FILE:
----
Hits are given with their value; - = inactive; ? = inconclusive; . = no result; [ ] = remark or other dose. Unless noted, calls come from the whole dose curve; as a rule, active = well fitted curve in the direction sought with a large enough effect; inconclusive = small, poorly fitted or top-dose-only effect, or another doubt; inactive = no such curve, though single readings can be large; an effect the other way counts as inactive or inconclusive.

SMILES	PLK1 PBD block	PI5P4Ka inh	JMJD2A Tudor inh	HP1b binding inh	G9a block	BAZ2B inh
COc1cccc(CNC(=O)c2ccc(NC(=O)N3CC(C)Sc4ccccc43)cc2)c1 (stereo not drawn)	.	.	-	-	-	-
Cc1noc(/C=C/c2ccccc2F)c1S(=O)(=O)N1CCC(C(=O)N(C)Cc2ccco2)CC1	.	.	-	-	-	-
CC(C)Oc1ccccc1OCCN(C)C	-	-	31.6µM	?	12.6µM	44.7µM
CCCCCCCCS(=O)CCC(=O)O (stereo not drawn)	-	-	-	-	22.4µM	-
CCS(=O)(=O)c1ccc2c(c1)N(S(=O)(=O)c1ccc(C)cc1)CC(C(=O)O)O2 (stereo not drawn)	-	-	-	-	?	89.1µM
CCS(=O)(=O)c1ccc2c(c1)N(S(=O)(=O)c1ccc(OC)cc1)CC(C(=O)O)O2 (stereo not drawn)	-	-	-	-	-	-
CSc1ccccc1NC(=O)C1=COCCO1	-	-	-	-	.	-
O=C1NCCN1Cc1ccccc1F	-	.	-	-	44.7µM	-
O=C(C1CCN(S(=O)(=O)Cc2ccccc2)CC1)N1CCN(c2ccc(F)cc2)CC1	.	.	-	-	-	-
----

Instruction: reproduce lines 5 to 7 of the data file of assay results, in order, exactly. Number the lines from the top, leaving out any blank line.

CC(C)Oc1ccccc1OCCN(C)C	-	-	31.6µM	?	12.6µM	44.7µM
CCCCCCCCS(=O)CCC(=O)O (stereo not drawn)	-	-	-	-	22.4µM	-
CCS(=O)(=O)c1ccc2c(c1)N(S(=O)(=O)c1ccc(C)cc1)CC(C(=O)O)O2 (stereo not drawn)	-	-	-	-	?	89.1µM